General Health

Exercise and Stress

Exercise and Stress

Martial arts require intense concentration and years of study. Yoga integrates the mind and body physically while focusing on breathing. Running is an intense, calorie-burning, high impact exercise that can lift the spirits and result in a runner’s high. Weight lifting strengthens the basic building blocks of life and can help prevent the risks that come with aging. These are all very different exercises.

They all have something in common. Exercise, all quality exercise, can reduce stress!

The trick is that the benefits of stress reduction do not occur near the muscles. During exercise, those parts of the body actually create small tears from the exercise; it is the repairs that the body does after the exercise that makes the muscles stronger. This is a long term benefit to exercise, and it does not explain the reason that exercise reduces stress in the short term.

So we know that muscles have more of a long-term effect and that they do not contribute to the stress reduction as much. We have eliminated the musculoskeletal system. All we have left is the brain. The brain is the area where the stress reduction occurs during exercise. Neurological chemicals, including endorphins, serotonin, and norepinephrine, all increase in the body as you exercise. This flood of beneficial chemicals in your brain can contribute to an overall increase in positive mental health aspects.

For example, exercise can be painful, moving the body after sitting at the office can be a bit tiring as the body has been stagnant for quite a while. However, the endorphins that your body puts out into your bloodstream, and brain, have a structure similar to the painkiller morphine. That means that your body is actively trying to reduce the sensation of pain while you exercise. The endorphins help reduce the sensation of pain, but if there is a serious injury present, the endorphins will not be able to mask that pain as easily. So, it is important to rest because the body can break down from all of the exercise and needs to repair.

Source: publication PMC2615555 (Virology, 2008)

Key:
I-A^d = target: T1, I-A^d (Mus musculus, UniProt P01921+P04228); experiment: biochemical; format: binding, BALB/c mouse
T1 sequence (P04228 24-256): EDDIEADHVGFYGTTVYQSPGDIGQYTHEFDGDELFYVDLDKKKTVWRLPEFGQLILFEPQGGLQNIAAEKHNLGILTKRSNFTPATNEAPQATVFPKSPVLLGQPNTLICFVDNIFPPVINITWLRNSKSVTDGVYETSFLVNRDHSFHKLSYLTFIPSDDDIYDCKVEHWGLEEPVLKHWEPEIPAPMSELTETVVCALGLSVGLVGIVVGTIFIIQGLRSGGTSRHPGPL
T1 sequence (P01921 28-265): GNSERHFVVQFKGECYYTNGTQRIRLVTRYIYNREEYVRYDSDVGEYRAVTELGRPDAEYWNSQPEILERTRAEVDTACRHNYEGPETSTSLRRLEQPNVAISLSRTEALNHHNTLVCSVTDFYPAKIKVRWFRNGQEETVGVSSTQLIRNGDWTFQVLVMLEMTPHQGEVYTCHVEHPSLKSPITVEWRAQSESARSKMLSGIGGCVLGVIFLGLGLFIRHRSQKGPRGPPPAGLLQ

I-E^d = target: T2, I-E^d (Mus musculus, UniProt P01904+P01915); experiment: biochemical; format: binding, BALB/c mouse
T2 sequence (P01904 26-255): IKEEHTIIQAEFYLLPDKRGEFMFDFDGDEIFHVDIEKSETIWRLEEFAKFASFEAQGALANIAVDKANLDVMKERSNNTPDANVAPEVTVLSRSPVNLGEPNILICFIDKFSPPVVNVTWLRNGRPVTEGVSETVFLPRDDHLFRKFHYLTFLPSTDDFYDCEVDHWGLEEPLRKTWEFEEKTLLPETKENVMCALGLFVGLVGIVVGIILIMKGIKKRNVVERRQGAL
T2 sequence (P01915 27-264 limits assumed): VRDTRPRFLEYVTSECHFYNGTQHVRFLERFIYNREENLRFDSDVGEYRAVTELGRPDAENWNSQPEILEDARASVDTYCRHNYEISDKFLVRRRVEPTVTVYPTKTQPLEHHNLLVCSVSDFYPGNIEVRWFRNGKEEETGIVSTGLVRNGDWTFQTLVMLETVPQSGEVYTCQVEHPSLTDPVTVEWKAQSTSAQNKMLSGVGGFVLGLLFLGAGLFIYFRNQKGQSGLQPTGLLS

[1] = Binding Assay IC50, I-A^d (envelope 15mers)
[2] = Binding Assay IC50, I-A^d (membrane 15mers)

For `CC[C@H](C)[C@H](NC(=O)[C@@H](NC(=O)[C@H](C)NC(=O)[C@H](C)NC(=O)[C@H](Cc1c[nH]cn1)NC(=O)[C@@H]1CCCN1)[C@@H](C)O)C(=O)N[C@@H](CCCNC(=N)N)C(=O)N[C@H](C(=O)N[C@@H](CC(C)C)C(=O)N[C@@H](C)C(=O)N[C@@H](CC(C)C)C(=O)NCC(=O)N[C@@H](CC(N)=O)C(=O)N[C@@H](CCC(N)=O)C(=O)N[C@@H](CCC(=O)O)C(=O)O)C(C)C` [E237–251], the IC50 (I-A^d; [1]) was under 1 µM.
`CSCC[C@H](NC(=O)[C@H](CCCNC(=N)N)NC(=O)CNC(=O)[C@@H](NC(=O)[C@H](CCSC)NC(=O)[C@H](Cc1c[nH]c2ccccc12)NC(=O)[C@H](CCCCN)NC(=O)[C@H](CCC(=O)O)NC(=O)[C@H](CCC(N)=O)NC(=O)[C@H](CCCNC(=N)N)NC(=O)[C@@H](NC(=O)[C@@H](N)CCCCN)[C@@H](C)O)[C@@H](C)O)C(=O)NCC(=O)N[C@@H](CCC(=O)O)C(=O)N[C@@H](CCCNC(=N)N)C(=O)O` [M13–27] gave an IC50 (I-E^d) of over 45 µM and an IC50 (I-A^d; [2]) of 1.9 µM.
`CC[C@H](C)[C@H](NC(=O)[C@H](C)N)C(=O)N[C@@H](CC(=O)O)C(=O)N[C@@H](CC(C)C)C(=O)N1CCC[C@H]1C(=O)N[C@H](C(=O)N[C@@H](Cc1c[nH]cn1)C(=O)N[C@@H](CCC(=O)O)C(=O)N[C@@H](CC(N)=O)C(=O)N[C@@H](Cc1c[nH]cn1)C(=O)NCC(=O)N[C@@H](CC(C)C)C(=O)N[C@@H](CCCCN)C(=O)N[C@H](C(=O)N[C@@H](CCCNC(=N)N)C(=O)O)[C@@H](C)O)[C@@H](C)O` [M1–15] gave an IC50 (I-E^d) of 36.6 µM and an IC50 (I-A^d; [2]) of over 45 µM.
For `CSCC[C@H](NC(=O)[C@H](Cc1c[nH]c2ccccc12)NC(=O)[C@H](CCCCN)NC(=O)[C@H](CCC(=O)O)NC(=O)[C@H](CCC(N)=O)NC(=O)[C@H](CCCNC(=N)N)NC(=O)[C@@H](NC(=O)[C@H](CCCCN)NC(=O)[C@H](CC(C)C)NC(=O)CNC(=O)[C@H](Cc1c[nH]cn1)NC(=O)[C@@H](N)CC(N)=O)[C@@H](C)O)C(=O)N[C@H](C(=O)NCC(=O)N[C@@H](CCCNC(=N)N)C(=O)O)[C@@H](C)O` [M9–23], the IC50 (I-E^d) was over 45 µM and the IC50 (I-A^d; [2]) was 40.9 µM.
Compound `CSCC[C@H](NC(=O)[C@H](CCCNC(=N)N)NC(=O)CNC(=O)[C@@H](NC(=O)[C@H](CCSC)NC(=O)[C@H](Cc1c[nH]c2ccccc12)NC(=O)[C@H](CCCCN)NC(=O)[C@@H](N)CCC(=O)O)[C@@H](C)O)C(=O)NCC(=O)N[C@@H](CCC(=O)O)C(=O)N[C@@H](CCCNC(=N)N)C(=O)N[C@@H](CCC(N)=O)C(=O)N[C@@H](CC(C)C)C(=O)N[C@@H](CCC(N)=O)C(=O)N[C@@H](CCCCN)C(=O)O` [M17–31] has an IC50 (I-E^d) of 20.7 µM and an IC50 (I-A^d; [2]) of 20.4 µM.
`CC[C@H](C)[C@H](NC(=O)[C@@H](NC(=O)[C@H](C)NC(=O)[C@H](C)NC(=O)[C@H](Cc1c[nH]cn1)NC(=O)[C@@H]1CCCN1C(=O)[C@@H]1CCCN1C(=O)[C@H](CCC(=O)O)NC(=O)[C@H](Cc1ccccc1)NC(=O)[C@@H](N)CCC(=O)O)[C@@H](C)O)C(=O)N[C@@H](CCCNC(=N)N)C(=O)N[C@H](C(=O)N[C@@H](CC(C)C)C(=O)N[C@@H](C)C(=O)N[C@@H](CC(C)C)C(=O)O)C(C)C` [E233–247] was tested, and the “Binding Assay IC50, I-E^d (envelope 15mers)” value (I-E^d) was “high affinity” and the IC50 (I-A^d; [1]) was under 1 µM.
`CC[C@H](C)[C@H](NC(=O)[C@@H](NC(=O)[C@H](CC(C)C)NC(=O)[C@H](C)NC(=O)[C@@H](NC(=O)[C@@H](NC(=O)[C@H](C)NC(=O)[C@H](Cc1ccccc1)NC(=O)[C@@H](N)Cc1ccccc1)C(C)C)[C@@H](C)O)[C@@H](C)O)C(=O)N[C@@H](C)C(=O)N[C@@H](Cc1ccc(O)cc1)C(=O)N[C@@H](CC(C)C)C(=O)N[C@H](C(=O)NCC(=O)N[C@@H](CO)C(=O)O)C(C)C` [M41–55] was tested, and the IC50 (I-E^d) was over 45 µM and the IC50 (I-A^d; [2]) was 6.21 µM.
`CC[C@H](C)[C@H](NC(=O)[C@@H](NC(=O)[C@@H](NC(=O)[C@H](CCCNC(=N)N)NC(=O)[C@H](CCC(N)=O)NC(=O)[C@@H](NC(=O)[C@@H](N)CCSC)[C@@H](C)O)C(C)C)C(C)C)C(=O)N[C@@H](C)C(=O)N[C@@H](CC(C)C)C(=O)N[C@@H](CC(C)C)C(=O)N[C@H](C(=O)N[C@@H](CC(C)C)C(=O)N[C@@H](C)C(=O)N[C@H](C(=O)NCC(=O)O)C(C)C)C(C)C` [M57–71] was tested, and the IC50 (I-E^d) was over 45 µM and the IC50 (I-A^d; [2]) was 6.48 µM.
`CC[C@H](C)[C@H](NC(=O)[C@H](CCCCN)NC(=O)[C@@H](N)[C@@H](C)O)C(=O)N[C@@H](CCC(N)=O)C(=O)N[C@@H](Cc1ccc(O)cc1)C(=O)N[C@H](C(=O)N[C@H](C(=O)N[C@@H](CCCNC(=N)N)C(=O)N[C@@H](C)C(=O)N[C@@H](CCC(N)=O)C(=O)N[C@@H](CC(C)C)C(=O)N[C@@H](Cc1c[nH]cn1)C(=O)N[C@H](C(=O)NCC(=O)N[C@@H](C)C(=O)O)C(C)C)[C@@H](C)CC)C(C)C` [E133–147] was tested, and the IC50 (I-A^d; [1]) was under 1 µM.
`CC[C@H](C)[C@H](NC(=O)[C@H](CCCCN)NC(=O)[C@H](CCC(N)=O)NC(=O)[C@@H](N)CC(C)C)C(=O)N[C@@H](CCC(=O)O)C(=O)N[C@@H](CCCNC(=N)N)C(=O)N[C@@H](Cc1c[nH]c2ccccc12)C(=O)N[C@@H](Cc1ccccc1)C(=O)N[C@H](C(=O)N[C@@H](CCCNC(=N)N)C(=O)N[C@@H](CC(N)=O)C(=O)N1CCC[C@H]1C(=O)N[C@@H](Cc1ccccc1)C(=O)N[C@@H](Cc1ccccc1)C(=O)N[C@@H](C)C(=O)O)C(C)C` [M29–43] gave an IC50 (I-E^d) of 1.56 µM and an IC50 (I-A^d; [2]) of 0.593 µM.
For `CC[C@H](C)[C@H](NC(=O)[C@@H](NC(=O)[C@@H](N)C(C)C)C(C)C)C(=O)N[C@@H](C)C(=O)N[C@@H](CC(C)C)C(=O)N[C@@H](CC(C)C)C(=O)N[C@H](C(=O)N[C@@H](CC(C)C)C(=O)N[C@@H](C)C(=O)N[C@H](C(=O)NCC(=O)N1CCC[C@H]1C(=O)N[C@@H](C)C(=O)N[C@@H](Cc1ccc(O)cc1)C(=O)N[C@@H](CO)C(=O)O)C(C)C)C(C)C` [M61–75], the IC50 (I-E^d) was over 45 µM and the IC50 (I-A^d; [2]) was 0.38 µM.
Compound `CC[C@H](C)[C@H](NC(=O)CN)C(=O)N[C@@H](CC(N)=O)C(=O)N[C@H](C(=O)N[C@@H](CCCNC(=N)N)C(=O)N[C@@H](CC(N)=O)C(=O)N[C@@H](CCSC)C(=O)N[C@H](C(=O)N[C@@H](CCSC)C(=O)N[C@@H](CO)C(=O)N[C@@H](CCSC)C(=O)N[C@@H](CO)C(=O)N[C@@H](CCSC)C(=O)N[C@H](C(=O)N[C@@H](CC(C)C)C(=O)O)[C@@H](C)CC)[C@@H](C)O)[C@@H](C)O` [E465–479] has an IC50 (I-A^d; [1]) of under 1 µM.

Serotonin and norepinephrine also play a big part in the stress reduction, too. They are neurotransmitters responsible for important functions in the brain. Research has found that depression is linked to low levels of serotonin and norepinephrine. Exercise naturally increases these feel-good neurotransmitters, which is why exercise can reduce stress, and reduce feelings of depression. Plus, exercise can be done in a social environment. Exercise can be creative. Take a spin class. Go to a trampoline park. Join a rock climbing gym. These social and creative aspects can also help reduce stress. Social activity can decrease feelings of loneliness and increases the communication that is so vital to positive mental health.

So, before the winter blues set in, or Seasonal Affective Disorder, consider taking a class or learning a new physical skill. Your body and mind will thank you for it.